Rembrandt takes a giant leap

October 10 2014

Image of Rembrandt takes a giant leap

Pictures: Metropolitan Museum New York, above, National Gallery, London, below. 

It's all kicking off for Rembrandt folks. First, we have the opening next week of the National Gallery's enticing-looking 'Late Rembrandt' show. And secondly, and perhaps most excitingly of all, on Wednesday we have the launch of Volume 6 of the Rembrandt Research Project's (RRP) catalogue raisonné, or 'Corpus', of his works.

I'm very much looking forward to seeing the final conclusions of Ernst van der Wetering (the great Rembrandt scholar de nos jours) in Volume 6, which will be the last publication from the RRP. News reports (see here in the Wall Street Journal) tell us he has re-attributed 70 works to Rembrandt, including the 'Auctioneer' (above) at the Metropolitan Museum in New York.

Regular readers may remember (*boast alert*) that I've been keen on this picture before (for example here). I've never understood why it was downgraded. It's a perfectly fine, signed late Rembrandt, the only 'weakness' of which is that it has some condition issues (such as an old, vicious re-lining, which, in flattening all the impasto, has robbed the paint surface of some of its Rembrandtian joie de vivre).

Bizarrely, the Auctioneer was downgraded in the 1980s on the basis of x-rays, which, said some Met curators, revealed un-Rembrandt-ian strokes beneath the paint layers. Of course, there weren't that many Rembrandt x-rays to compare it with in those days; it was a good example of how people like to over-interpret things like x-ray and Infra-red. 

Perhaps even more bizarrely, the Metropolitan Museum rejects van de Wetering's view, and maintains that the Auctioneer is not a Rembrandt. As regular readers will know, the National Gallery in London has also rejected van de Wetering's recent opinion that their 'Old Man in an Armchair' (below) is by Rembrandt (which, I believe, it is). So clearly these two major museums believe they know more about Rembrandt than van de Wetering.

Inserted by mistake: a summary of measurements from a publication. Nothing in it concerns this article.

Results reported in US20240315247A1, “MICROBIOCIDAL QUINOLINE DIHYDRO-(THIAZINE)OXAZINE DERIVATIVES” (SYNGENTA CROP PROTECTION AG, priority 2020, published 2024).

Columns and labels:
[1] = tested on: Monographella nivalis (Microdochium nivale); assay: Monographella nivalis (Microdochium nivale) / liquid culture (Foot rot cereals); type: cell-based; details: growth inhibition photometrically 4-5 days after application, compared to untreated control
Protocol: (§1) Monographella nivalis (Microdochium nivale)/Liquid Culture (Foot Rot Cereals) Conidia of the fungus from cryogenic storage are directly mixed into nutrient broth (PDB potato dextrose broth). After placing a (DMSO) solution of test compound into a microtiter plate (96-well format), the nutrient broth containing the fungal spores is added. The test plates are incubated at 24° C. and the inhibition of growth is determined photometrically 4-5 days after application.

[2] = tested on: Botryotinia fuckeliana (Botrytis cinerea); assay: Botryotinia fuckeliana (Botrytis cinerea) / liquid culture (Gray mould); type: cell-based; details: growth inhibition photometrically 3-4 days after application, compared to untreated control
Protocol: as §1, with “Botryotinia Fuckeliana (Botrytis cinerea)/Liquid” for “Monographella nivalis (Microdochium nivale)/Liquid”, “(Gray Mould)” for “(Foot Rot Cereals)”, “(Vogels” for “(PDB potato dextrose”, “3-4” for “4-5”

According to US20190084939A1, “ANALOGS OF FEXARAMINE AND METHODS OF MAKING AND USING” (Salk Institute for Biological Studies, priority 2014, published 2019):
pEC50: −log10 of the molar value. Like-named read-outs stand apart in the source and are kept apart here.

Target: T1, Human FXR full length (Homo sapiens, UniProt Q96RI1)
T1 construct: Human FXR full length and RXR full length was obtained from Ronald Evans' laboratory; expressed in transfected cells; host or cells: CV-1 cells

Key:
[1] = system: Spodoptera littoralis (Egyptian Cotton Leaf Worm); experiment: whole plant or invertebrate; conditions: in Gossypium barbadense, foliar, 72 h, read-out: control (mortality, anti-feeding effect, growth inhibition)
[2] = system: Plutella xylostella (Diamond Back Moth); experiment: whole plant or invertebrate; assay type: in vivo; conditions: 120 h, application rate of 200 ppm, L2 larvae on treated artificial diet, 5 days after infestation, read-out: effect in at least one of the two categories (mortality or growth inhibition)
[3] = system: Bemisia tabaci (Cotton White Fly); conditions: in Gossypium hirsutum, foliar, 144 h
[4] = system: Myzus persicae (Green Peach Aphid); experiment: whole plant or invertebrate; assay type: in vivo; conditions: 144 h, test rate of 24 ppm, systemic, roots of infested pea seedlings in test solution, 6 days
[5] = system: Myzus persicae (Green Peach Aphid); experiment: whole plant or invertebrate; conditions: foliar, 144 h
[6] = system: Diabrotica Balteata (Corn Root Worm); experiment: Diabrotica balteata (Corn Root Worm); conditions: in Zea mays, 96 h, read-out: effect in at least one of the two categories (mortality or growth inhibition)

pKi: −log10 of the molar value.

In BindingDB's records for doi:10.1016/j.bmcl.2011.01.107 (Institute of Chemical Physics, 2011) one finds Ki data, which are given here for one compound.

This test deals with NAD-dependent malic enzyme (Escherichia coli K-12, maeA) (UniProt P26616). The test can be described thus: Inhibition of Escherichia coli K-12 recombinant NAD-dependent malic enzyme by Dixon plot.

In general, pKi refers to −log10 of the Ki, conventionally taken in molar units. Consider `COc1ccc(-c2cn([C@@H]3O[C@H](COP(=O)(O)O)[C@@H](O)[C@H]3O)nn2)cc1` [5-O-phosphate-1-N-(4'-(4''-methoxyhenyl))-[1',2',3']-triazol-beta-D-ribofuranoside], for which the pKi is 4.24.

I'd say both pictures are a classic example of how Rembrandt scholarship has consumed itself with doubt over the last fifty years. Picture after picture has been wrongly rejected, until eventually nobody really knew what a Rembrandt looked like anymore. Since both the Auctioneer and Old Man in an Armchair will be entirely absent from the National Gallery's 'Late Rembrandt' exhibition - even, I presume, from the catalogue - we must wonder if we'll really be getting a complete view of Rembrandt's late career.

Anyway, if you want to know more about all this, I've written an article on the fluctuating number of Rembrandts for this weekend's Financial Times. You can read the piece online here (it's free, though you may need to register), or you can listen to my podcast here

In other Rembrandt news, the publishers of the RRP have, brilliantly, and with the help of the venerable RKD in Holland, put volumes 1 to 5 online - you can read them here. How amazing is that? Volumes 1-3 were written before Ernst's palace coup (in 1993), and although they contain much valuable information, be wary that many of the attributions are wildly wrong. Such is the state of Rembrandt connoisseurship.

All this Rembrandt excitement was too much for me yesterday. I'd already filed my FT piece on Tuesday, and so had to hastily redo parts in light of van de Wetering's announcement that he was adding 70 pictures to Rembrandt's oeuvre. Fortunately, we just managed to stop the page going to press, and I had 25 minutes to do a quick re-write. Art history news doesn't usually move this fast...

We must wait till next week for the full list of new attributions, however. I'm hoping that 'Man with a Golden Helmet' [Berlin Gemaldegalerie] gets upgraded.

By the way, Van de Wetering's latest publication brings the RRP's total number of Rembrandts to 340. This is a significant increase on the less than 250 pictures the RRP in its earlier incarnation (before van de Wetering took over) said Rembrandt painted. But I still think it's too low. 

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